By Diogenes ( articles ) | Feb 14, 2006
Spokane's Jesuit university is displaying a spirit of lexical innovation in the basketball arena that some faculty have deemed "inappropriate," according to this AP story:
Fans of No. 5 Gonzaga have been asked to stop yelling "Brokeback Mountain" at opposing players. The reference to the recent movie about homosexual cowboys was chanted by some fans during Monday's game against Saint Mary's, and is apparently intended to suggest an opposing player is gay.
The chants were the subject of several classroom discussions over the past week, and the faculty advisers for the Kennel Club booster group urged students this week to avoid "inappropriate chants" during the Bulldogs' Saturday game against Stanford, which was nationally televised on ESPN.
"We implore the students of the Kennel Club to show the nation this weekend what makes Gonzaga different," Kennel Club advisers David Lindsay and Aaron Hill wrote in a letter in the student newspaper, the Bulletin. "We challenge the students of the Kennel Club to exhibit the class, the creativeness and the competitive drive that has become a foundation of this great university."
"We implore the students of the Kennel Club to show the nation this weekend what makes Gonzaga different." High among such differences is the number of Gonzaga basketball fans that are students of historical linguistics. For in employing "brokeback" as a term of general contempt they are hearkening back to semantic connections as ancient as the language itself. Indeed, the origin of the adjective "bad," as given by its etymology in the Oxford English Dictionary, is semantically indistinguishable from the Kennel Club's new lexeme:
bad-de (2 syllables) the Middle English reflex of Old English baeddel, 'man of both genders, hermaphrodite', doubtless like Greek androgynos, and the derivative baedling, 'effeminate fellow, womanish man, malakos,' applied contemptuously, assuming a later adjectival use.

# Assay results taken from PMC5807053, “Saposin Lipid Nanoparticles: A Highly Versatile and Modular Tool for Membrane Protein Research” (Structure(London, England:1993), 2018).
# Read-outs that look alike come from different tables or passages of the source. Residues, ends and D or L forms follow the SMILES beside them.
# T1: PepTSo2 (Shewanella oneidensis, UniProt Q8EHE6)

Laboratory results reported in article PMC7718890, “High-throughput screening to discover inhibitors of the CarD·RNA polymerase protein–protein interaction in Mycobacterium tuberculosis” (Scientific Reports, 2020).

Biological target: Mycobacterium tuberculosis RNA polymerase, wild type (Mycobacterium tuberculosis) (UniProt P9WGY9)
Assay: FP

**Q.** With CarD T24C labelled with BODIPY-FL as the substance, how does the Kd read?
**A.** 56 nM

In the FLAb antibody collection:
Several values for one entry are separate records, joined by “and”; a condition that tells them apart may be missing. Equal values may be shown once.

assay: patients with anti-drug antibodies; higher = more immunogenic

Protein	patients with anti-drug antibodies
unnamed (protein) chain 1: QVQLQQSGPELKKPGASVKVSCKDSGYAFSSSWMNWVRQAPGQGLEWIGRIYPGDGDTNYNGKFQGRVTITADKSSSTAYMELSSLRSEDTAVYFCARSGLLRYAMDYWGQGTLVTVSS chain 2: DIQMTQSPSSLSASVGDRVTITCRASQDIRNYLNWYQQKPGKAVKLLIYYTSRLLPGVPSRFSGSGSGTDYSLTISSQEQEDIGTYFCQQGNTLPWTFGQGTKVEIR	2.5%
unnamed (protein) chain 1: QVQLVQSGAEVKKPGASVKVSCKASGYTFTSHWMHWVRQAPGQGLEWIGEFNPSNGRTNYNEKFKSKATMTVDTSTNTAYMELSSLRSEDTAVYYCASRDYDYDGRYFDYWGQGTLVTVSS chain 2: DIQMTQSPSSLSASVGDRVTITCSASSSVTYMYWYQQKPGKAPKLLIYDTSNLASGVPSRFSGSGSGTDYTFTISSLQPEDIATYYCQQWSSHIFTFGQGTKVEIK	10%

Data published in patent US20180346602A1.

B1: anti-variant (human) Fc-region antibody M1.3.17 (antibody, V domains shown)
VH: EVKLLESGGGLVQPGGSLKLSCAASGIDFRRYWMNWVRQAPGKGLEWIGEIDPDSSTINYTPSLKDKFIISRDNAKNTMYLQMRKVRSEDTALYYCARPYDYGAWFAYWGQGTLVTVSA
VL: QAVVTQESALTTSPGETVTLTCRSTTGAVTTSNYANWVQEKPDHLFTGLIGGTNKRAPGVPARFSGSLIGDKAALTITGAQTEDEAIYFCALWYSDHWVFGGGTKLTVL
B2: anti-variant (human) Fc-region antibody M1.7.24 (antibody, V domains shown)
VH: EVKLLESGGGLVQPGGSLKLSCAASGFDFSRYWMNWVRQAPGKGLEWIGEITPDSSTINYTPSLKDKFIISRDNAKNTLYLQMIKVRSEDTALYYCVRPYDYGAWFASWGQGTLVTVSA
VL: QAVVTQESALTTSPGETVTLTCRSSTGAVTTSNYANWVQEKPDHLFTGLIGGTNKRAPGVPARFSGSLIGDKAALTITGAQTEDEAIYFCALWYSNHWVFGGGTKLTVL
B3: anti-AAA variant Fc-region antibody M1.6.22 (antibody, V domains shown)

The same evaluative intuition continually resurfaces in English, the pressures of etiquette notwithstanding. When an Australian says "The gearbox on my Rover is buggered," he too, knowingly or not, exactly replicates the chain of semantic development that his linguistic ancestors constructed in the word "bad." That "bad" in modern English has lost its earliest connotations so as to become the language's most general term of disapproval is an accident of history; lexical change is spectacularly unpredictable. The Kennel Club's coinage follows the same path, as its faculty advisers indicate: intending to come up with an insult, it succeeded. And Gonzaga's gay rights group clubbed itself with the same boomerang by conceding what it was at pains to deny. In terms of precision of word usage, Texas Tech coach Bobby Knight would concur with the Oxford English Dictionary that the Kennel Club was on target: to fail to block-out in the offensive lane is to be (contextually) womanish, is to be brokeback, is to be bad. When you consider that St. Mary's allowed Gonzaga's J.P. Batista to pull down 10 defensive rebounds in a 123-point game, you understand that the "brokeback" taunt -- lexically speaking -- was anything but inappropriate. To say that "brokeback" was lexically accurate is not to say it was gracious. Athletic spectators, especially those supporting Catholic institutions, should realize that it's in poor taste to call a bad performance bad, especially when that bad performance belongs to one's opponents. The Kennel Club does not deserve congratulation. If their sportmanship is spotty, however, their philology is flawless.
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